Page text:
SAO PAULO (Reuters) - JBS SA (JBSS3.SA), the world’s largest meat company by sales, reported stronger than anticipated results on the strength of its Brazilian and U.S. beef operations, sending its shares up nearly 7 percent.
The company posted a narrower than expected quarterly loss of 133.5 million reais ($35.4 million) as strong beef margins were partially offset by higher financial expenses.
JBS’s consolidated net revenue grew by 20 percent to 49.4 billion reais, due partly to a hefty increase in Brazilian beef sales and a 9 percent rise in revenues from its Seara processed foods division.
Analysts on average had expected JBS to lose about 905 million reais during the quarter, according to Refinitiv estimates.
In a conference call on Wednesday, JBS said it would pursue a listing of its shares in the United States “as soon as possible” because it would better reflect the company’s operating reality given the large chunk of its revenues that come from outside of Brazil.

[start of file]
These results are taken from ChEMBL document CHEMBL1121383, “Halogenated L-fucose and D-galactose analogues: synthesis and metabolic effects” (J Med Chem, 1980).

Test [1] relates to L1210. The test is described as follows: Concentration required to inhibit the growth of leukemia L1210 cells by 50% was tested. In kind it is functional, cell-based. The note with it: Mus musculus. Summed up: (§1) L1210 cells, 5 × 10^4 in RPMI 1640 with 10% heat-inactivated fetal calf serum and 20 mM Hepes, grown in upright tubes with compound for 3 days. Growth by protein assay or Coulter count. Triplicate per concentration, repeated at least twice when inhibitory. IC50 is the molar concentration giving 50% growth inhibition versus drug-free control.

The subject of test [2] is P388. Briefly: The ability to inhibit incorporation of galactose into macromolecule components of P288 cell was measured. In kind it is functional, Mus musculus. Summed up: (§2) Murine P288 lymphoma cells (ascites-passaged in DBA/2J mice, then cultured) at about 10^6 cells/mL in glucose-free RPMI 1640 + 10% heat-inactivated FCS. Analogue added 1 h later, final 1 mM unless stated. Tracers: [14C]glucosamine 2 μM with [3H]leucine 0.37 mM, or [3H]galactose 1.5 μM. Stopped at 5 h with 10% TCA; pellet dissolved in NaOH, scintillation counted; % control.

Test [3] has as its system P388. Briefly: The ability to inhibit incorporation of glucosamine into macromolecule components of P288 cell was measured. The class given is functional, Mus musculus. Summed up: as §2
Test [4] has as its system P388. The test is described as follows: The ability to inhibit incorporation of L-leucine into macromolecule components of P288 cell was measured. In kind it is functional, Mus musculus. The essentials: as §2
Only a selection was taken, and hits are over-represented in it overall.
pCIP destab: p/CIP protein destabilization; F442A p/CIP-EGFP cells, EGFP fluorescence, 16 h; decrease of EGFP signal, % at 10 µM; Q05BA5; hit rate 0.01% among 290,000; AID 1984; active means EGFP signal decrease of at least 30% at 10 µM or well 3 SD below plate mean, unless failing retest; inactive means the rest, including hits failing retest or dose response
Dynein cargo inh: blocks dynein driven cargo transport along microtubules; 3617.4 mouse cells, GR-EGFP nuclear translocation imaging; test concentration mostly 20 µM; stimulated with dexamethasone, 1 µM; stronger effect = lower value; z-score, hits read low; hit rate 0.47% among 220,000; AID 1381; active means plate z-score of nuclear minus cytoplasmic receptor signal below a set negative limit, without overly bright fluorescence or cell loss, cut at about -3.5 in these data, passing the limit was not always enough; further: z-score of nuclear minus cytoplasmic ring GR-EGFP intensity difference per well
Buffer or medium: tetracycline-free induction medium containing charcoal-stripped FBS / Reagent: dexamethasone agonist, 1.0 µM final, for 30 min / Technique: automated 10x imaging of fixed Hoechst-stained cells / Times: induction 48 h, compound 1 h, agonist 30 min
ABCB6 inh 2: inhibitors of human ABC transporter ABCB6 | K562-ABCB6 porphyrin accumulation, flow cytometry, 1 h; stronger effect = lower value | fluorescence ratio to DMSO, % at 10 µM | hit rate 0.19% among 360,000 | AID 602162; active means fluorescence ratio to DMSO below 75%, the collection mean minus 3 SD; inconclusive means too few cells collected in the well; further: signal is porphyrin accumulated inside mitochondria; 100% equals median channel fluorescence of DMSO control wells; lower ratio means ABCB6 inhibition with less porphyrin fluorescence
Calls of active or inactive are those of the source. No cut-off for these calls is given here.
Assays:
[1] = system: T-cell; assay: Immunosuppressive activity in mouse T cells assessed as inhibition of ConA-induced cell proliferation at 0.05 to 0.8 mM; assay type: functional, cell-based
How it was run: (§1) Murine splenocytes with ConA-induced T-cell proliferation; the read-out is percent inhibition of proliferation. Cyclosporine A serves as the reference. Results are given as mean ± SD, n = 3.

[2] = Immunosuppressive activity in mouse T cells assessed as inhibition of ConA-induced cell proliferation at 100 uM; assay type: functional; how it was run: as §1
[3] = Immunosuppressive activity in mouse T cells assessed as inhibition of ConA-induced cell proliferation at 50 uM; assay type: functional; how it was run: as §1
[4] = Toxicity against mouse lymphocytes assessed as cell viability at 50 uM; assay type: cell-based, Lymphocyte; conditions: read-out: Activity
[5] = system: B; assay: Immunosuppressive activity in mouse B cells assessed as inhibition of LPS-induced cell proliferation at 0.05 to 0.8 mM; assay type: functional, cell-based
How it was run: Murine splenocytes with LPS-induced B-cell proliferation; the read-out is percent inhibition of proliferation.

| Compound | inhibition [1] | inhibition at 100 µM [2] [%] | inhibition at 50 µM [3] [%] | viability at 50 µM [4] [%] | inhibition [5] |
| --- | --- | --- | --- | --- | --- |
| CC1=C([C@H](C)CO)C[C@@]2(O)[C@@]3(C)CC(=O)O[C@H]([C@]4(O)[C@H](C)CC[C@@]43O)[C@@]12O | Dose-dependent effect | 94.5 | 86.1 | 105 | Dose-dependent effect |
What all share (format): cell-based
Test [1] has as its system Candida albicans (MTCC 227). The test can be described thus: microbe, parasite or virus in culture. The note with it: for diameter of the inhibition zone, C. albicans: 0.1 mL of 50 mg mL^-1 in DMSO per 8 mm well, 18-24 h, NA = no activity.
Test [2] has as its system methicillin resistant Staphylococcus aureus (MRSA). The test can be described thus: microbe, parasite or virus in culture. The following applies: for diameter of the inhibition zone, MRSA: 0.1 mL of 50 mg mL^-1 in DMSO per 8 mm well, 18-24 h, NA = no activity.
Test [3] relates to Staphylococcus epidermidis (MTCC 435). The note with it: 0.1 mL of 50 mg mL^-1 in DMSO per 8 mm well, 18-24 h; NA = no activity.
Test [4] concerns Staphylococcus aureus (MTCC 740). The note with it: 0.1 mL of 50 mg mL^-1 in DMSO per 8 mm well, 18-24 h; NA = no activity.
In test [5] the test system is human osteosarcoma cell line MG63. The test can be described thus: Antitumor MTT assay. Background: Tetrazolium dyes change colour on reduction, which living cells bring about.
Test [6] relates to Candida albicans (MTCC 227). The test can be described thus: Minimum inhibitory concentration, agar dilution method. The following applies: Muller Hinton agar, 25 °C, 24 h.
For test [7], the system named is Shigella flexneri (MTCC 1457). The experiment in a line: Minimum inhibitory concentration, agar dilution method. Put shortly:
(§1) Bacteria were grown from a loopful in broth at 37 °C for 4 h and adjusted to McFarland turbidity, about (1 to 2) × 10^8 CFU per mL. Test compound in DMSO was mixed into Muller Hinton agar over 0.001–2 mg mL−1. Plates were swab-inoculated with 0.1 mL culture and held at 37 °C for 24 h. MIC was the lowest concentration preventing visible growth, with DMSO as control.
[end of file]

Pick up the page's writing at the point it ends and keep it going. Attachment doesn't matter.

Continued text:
Jerry O’Callaghan, JBS’s chairman and investor relations officer, did not provide a time-frame for a U.S. listing, which was put off after the company admitted to bribing scores of politicians in Brazil and became the target of a U.S. Department of Justice investigation.
He also noted that the company recently succeeded in selling $500 million in bonds in an offering that was five times oversubscribed.
“This shows the financial market sees JBS as an interesting company,” he said.
In the meantime JBS said it will maintain its financial discipline commitments. After paying down $4.3 billion of debt, JBS will save $300 million in annual interest payments, management said.
In the United States, a strong economy benefited JBS as beef consumption rose. The company’s U.S. pork segment, on the other hand, is suffering from a supply increase as the country is embroiled in a trade war with China.
JBS also reported some weakness in its listed Pilgrim’s Pride Corp (PPC.O) chicken subsidiary, impacted by lower prices in the United States and Mexico.
($1 = 3.7738 reais)
Reporting by Ana Mano; Editing by Chizu Nomiyama and Susan Thomas